Farmers struggle in Turkey's troubled southeast

Numerous flour mills in Turkey’s mainly Kurdish southeast have been forced to close as a result of the country’s economic crisis, undercutting farmers' livelihoods across the region. 

Agricultural brokers in the southeastern province of Diyarbakır have been left with unpaid bills after a series of mills closed down one after the other in nearby Mardin province, where the bulk of their sales took place. Now they are unable to purchase cereals from farmers.

“It is virtually impossible to do business in a market where uncertainty prevails,’’ said broker Kadri Barış.

“Our profit margin doesn’t exceed two to three percent. We can no longer send goods to factories. The reason for this is financial security. Factories cannot provide us with assurances, or post-dated cheques. Back in the day, we would send them whatever they wanted with a single phone call,’’ Barış said.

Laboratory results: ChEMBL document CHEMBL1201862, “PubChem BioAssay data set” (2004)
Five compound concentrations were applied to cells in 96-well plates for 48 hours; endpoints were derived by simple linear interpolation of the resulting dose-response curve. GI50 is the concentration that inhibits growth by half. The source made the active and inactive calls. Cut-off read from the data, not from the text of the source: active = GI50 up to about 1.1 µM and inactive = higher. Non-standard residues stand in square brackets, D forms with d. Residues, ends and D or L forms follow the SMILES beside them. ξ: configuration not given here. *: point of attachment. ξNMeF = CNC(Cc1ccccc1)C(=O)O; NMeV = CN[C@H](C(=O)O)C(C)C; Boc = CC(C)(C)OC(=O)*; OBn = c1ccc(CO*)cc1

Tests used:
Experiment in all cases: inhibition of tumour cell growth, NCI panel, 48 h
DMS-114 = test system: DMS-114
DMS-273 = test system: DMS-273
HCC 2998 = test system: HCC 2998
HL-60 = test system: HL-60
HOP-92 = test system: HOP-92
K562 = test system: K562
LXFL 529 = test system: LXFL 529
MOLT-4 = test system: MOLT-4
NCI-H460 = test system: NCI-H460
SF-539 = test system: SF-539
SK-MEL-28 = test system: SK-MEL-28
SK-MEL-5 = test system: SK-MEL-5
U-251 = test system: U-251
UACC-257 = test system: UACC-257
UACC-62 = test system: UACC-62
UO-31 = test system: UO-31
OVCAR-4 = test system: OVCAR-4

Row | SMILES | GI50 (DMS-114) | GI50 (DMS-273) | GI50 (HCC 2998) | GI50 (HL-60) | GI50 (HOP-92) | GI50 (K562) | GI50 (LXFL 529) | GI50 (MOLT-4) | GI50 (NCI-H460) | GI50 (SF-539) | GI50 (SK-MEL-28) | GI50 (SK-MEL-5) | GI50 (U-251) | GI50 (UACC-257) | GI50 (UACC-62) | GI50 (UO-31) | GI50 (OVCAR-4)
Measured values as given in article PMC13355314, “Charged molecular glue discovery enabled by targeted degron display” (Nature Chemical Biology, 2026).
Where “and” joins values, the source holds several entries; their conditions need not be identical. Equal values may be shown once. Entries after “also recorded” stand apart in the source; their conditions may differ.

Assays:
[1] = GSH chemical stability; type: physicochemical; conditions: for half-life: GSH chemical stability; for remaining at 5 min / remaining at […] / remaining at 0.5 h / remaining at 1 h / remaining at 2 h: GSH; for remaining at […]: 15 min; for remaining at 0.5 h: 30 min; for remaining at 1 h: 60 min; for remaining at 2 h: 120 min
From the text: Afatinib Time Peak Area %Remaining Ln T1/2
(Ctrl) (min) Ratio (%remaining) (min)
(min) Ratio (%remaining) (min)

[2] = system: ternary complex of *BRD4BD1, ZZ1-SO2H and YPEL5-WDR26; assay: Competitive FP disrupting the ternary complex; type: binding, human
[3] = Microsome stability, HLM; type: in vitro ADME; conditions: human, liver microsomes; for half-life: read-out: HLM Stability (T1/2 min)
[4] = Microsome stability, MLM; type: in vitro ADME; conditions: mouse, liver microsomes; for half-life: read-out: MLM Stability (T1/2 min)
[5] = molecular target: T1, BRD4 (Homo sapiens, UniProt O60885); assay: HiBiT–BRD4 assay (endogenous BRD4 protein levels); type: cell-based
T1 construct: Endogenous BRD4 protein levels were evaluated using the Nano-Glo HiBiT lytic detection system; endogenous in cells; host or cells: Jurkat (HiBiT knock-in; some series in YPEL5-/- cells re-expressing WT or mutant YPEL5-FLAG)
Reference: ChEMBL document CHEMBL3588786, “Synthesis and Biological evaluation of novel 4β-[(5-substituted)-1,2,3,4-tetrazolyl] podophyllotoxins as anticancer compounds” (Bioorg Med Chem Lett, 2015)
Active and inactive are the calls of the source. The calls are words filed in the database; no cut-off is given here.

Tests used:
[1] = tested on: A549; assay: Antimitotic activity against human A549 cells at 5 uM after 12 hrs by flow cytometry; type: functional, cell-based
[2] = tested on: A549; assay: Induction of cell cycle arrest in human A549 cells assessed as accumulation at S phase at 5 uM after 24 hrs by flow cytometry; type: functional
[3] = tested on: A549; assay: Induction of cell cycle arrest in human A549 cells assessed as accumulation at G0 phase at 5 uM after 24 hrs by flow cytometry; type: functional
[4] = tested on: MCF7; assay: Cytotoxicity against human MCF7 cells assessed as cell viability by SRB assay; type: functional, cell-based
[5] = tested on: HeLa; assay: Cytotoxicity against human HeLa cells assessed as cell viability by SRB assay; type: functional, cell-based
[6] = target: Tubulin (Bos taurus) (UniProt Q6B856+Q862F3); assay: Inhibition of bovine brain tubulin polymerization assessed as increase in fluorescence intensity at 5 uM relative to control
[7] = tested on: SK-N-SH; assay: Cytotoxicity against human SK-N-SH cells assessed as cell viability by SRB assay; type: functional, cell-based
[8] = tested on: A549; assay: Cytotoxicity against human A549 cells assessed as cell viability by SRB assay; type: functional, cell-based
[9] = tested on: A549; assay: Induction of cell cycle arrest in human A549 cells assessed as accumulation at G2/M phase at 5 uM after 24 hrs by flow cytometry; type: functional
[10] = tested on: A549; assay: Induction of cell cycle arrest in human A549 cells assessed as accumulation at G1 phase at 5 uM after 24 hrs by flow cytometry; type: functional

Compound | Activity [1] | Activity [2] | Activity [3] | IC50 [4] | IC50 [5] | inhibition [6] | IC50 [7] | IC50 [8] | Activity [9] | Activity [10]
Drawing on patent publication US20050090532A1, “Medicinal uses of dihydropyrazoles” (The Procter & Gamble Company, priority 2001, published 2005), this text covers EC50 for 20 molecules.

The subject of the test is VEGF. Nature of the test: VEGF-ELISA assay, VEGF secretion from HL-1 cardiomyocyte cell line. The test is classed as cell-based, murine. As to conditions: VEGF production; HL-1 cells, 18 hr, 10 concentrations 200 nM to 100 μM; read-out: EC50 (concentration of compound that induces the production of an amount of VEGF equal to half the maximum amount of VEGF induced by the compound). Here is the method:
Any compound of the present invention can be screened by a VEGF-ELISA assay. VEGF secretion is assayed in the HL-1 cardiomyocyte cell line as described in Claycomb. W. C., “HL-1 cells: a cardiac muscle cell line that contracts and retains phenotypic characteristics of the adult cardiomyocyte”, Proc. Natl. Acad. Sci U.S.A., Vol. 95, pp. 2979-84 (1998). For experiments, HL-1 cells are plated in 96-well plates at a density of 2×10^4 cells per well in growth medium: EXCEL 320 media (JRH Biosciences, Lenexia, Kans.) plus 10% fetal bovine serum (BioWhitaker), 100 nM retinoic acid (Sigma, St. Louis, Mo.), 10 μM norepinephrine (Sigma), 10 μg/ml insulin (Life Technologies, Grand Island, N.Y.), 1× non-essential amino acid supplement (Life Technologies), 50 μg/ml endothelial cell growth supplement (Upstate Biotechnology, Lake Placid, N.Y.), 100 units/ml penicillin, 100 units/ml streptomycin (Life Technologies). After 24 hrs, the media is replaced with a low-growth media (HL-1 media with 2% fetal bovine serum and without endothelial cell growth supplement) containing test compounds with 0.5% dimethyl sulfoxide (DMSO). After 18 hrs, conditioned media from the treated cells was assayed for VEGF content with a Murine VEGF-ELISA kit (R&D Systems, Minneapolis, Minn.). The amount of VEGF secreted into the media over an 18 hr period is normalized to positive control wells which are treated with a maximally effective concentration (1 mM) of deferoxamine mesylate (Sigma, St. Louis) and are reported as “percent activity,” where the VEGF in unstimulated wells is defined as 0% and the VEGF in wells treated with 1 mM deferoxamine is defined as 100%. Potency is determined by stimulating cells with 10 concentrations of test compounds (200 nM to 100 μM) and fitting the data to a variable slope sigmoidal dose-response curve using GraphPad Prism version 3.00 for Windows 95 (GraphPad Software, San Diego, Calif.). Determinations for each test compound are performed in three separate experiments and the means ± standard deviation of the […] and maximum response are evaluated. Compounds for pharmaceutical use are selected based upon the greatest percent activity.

“There is no profit to begin with,” said another local broker, Müzbah Dal. “The regions we are doing business with are facing all kinds of problems, there is no cash flow and too many factories are shutting down. Everyone is working on credit and soaring interest rates have caused them to throw in the towel.”

Some 27 mills in the southeastern province of Gaziantep have been shut down recently, Barış said, meaning brokers could no longer risk taking anyone’s word that a payment would be made. “Each passing year makes us long for the previous one,” he said.

Last year’s drought has also hurt crop yields and left farmers in debt. “As producers, we begin each year paying last year’s debt with the money we make this year,” said farmer İbrahim Adıgüzel.

Livestock farmers also complain they cannot afford the higher prices of feed and may be forced to sell their animals.

Paying for goods in instalments was always an option in the past, but the lack of trust and confidence in the market means farmers are now obliged to buy feed, fertiliser, diesel and seeds with cash upfront.

“I have 15 cattle and I bought fodder for 15,000 lira ($2,875) and sold four calves for 7,000 lira ($1341),” said livestock farmer Nusret Gören. “If things carry on this way, we will all be forced to give up as our income does not meet our expenditure.’’